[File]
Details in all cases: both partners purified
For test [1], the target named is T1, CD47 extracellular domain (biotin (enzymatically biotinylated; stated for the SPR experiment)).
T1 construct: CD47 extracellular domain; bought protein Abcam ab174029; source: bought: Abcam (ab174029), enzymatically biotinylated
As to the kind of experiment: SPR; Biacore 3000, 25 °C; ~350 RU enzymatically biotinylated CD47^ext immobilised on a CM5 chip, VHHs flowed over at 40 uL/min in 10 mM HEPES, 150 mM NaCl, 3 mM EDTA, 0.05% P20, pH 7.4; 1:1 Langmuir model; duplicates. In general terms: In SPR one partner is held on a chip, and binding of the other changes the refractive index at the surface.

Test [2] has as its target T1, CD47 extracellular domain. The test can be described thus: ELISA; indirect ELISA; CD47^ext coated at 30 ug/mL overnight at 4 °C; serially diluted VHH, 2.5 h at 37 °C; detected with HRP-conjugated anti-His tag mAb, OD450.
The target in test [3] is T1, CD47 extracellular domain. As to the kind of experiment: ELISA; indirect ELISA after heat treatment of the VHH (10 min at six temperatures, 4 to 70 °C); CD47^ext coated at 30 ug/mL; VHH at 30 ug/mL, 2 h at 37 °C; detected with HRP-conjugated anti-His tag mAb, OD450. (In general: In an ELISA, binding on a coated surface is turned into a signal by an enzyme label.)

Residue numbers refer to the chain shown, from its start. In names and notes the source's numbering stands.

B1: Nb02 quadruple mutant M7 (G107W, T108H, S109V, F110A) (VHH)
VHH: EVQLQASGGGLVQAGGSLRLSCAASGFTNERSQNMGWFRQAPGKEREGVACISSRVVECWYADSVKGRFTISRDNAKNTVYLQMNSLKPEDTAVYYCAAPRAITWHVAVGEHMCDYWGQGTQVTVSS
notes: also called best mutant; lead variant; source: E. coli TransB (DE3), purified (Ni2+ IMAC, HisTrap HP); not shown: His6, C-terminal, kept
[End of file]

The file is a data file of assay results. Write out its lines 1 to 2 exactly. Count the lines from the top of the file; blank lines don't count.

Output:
Details in all cases: both partners purified
For test [1], the target named is T1, CD47 extracellular domain (biotin (enzymatically biotinylated; stated for the SPR experiment)).